Ghanaian Art: El Anatsui Takes Over Brooklyn

20130524-022432.jpg

Wanting to get excited about getting in the art scene in New York, I quickly took up my friends Kelly and Rebecca’s offer to visit the Brooklyn Museum on a Saturday. Kelly had written something in the email about El Anatsui. I didn’t know who or what an El Anatsui was, but I was excited to see some art.

Imagine my surprise when I discovered that not only El Anatsui was an African artist, he’a actually Ghanaian. Seeing a description of him and his work, I remember vaguely hearing about him.

Anatsui uses found materials like metal and wood to create draping pieces of work. His works are so fluid, that he gives institutions the freedom to display however they feel appropriate, giving the viewer a different experience each time they see the work.

Suspended Art

One of Anatsui’s work suspended in the air as you enter the Brooklyn Museum.

I definitely relate to his exhibition, Gravity and Grace, as he is interested and where these materials were found as well as for what they are used, or the travel life of these materials. This fits well with Anatsui’s nomadic life of being from and traveling within Ghana and living in Nigeria. In fact, El Anatsui is quoted as saying:

“If you leave your country, you develop a kind of nomadic mentality. If I had lived in Ghana, my mind wouldn’t have roamed, I wouldn’t have expanded my experiences, or I would have been too comfortable.”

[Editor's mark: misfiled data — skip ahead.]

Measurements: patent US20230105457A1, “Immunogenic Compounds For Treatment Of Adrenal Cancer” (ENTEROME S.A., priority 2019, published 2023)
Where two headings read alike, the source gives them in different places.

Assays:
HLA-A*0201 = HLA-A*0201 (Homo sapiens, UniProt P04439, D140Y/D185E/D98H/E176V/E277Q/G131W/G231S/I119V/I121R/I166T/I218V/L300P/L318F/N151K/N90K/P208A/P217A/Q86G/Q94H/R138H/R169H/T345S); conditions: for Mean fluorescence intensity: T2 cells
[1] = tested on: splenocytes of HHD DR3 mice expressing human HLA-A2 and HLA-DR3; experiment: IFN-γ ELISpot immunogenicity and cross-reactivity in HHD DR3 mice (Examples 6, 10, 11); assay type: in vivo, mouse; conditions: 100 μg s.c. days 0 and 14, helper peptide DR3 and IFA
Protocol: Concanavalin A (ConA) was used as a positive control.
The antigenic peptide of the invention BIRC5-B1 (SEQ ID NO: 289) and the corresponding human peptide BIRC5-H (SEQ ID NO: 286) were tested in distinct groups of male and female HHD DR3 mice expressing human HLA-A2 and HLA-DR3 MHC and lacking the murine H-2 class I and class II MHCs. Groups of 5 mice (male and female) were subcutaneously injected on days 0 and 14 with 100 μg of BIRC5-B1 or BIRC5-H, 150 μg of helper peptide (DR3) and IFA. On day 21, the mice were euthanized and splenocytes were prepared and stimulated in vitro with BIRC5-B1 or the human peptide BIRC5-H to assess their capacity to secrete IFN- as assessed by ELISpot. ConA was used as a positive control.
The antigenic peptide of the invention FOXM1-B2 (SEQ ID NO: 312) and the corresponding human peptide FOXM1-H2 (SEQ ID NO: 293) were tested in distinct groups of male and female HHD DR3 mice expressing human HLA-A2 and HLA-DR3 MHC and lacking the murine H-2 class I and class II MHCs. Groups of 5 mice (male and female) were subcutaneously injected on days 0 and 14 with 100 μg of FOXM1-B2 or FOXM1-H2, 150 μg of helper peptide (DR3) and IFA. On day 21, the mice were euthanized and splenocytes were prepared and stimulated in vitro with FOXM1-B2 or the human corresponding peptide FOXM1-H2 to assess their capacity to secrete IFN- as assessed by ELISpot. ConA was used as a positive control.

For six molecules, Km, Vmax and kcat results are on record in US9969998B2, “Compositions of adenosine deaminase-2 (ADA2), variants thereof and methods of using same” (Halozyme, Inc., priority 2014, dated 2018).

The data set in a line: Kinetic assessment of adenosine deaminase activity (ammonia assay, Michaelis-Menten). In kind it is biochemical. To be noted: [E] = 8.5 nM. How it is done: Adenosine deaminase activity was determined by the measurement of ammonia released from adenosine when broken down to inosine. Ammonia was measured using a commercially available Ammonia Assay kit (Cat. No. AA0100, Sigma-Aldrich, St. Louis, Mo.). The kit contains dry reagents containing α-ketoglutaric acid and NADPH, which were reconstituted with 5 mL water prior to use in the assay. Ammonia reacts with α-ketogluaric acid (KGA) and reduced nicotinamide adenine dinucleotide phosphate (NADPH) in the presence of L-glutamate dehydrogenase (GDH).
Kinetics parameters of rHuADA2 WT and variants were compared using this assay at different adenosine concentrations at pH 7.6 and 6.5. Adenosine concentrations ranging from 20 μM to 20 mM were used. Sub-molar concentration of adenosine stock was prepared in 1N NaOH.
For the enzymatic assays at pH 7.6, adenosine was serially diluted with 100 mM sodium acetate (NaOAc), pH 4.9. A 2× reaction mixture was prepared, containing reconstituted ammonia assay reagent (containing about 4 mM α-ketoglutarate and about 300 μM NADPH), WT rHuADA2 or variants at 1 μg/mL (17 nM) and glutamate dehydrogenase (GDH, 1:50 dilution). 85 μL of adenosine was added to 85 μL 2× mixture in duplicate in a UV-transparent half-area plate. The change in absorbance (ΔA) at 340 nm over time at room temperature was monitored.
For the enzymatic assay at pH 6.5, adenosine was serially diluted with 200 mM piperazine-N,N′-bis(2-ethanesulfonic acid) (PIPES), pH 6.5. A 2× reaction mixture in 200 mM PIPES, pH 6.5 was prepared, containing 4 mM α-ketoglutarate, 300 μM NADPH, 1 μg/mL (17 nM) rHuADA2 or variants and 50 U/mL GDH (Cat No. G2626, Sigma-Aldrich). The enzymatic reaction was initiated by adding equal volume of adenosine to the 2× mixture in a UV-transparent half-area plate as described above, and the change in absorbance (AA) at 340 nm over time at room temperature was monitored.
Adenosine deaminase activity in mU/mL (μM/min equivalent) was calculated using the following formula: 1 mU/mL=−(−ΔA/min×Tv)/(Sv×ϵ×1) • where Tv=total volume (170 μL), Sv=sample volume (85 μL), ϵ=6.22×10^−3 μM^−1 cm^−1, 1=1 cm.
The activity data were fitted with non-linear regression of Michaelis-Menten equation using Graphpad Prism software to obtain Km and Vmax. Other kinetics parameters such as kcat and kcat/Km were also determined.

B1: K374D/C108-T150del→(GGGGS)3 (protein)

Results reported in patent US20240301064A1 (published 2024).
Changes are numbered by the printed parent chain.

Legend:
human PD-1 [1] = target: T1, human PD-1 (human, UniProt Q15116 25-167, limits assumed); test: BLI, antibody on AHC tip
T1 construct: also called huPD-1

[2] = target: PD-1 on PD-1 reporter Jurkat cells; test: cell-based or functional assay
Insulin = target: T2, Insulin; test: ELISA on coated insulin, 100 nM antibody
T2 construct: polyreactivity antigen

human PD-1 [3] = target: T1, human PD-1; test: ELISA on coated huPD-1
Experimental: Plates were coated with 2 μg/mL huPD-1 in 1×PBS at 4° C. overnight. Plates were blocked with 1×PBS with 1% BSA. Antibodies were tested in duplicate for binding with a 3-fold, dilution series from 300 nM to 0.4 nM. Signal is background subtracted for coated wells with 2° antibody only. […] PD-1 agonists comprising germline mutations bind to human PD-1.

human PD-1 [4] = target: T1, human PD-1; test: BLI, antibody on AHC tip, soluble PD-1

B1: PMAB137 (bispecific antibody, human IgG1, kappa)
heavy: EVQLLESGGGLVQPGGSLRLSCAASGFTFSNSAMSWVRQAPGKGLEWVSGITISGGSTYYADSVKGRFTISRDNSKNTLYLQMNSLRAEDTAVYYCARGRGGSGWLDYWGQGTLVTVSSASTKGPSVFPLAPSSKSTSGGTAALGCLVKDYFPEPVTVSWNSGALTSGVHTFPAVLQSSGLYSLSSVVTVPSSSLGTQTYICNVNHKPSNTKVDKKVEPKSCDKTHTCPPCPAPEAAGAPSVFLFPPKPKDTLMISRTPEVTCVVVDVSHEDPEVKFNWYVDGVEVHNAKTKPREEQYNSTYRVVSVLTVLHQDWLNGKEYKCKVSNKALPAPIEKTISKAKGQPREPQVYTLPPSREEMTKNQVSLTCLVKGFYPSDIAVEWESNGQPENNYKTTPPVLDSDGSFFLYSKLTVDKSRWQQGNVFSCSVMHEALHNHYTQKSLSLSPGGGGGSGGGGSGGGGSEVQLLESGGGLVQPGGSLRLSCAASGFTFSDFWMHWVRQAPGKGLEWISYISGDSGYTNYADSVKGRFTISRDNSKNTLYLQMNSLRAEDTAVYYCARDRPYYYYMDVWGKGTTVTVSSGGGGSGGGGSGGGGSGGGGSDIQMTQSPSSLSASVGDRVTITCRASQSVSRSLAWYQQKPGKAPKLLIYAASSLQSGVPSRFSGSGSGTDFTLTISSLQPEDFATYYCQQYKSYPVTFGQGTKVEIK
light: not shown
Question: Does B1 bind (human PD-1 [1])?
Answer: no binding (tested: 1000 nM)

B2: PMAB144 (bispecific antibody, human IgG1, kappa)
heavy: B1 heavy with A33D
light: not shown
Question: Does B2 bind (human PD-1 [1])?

#NomadLife

Up Close

Bottle caps, an example of found metals used in Anatsui’s art.

 

I was in awe of the draping pieces of work that from afar look so smooth they can be used to make a sequin dress. But then you go up close and see its in fact bottle caps, and tin cans, and they will cut you.

Black Box

Another piece, titled Black Box.

Other stand out works include the makeshift Ghana Must Go bags, which represent a time when Ghanaians were expelled from Nigeria in the 80′s after seeking economic prosperity.

Global Art vs. Local Art seems to be a hot topic concerning contemporary African artists. Whatever your thoughts, Anatsui does a wonderful job using local materials to manifest the global topics of waste, re-use, and innovation.

Gravity and Grace will be in display until August 4, 2013.

Related Posts Plugin for WordPress, Blogger...
You can leave a response, or trackback from your own site.

4 Responses to “Ghanaian Art: El Anatsui Takes Over Brooklyn”

  1. Terry says:

    Art is priceless, and obviously, the work of El Anatsui is a masterpiece. The fact that he takes nothing and molds it into something that priceless is just brilliant, and to share with the rest of us is inspirational!

  2. KK says:

    Hi Roxanne!
    Thanks for finally sending it along. This is a full service site :)
    I’m beginning my perusal journey.
    See you on the flip side.

Leave a Reply